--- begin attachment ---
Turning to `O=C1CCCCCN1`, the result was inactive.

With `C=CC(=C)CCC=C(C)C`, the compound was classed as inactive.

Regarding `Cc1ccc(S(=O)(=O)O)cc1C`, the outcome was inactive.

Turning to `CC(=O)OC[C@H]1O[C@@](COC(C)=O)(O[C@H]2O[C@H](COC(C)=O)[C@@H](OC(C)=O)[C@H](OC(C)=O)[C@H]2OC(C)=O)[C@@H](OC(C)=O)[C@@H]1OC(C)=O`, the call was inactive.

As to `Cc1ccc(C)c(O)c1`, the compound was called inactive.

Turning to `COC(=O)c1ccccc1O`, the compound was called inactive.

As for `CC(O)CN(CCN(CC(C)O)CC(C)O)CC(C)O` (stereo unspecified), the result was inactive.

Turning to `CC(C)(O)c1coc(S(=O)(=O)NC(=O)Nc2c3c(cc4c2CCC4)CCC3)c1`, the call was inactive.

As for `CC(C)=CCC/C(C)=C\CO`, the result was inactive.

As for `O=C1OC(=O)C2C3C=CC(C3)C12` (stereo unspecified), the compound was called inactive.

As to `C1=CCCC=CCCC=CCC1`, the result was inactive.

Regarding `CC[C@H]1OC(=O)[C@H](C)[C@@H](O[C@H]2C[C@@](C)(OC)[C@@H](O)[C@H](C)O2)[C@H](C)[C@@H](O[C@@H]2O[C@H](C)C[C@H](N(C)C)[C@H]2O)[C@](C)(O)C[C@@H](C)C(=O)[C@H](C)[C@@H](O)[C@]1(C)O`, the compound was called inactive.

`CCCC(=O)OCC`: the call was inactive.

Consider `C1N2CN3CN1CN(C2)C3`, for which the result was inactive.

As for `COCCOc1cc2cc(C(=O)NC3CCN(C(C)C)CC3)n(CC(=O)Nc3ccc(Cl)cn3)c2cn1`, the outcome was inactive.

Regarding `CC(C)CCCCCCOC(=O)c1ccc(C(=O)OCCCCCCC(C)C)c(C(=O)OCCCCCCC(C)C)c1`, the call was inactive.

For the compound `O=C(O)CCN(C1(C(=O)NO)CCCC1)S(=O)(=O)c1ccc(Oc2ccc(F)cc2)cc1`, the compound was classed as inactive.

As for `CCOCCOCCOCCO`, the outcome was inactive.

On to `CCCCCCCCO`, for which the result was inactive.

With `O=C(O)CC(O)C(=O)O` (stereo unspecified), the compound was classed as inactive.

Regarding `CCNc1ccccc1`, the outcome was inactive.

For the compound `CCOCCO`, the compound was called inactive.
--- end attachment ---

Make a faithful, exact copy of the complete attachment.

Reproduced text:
Turning to `O=C1CCCCCN1`, the result was inactive.

With `C=CC(=C)CCC=C(C)C`, the compound was classed as inactive.

Regarding `Cc1ccc(S(=O)(=O)O)cc1C`, the outcome was inactive.

Turning to `CC(=O)OC[C@H]1O[C@@](COC(C)=O)(O[C@H]2O[C@H](COC(C)=O)[C@@H](OC(C)=O)[C@H](OC(C)=O)[C@H]2OC(C)=O)[C@@H](OC(C)=O)[C@@H]1OC(C)=O`, the call was inactive.

As to `Cc1ccc(C)c(O)c1`, the compound was called inactive.

Turning to `COC(=O)c1ccccc1O`, the compound was called inactive.

As for `CC(O)CN(CCN(CC(C)O)CC(C)O)CC(C)O` (stereo unspecified), the result was inactive.

Turning to `CC(C)(O)c1coc(S(=O)(=O)NC(=O)Nc2c3c(cc4c2CCC4)CCC3)c1`, the call was inactive.

As for `CC(C)=CCC/C(C)=C\CO`, the result was inactive.

As for `O=C1OC(=O)C2C3C=CC(C3)C12` (stereo unspecified), the compound was called inactive.

As to `C1=CCCC=CCCC=CCC1`, the result was inactive.

Regarding `CC[C@H]1OC(=O)[C@H](C)[C@@H](O[C@H]2C[C@@](C)(OC)[C@@H](O)[C@H](C)O2)[C@H](C)[C@@H](O[C@@H]2O[C@H](C)C[C@H](N(C)C)[C@H]2O)[C@](C)(O)C[C@@H](C)C(=O)[C@H](C)[C@@H](O)[C@]1(C)O`, the compound was called inactive.

`CCCC(=O)OCC`: the call was inactive.

Consider `C1N2CN3CN1CN(C2)C3`, for which the result was inactive.

As for `COCCOc1cc2cc(C(=O)NC3CCN(C(C)C)CC3)n(CC(=O)Nc3ccc(Cl)cn3)c2cn1`, the outcome was inactive.

Regarding `CC(C)CCCCCCOC(=O)c1ccc(C(=O)OCCCCCCC(C)C)c(C(=O)OCCCCCCC(C)C)c1`, the call was inactive.

For the compound `O=C(O)CCN(C1(C(=O)NO)CCCC1)S(=O)(=O)c1ccc(Oc2ccc(F)cc2)cc1`, the compound was classed as inactive.

As for `CCOCCOCCOCCO`, the outcome was inactive.

On to `CCCCCCCCO`, for which the result was inactive.

With `O=C(O)CC(O)C(=O)O` (stereo unspecified), the compound was classed as inactive.

Regarding `CCNc1ccccc1`, the outcome was inactive.

For the compound `CCOCCO`, the compound was called inactive.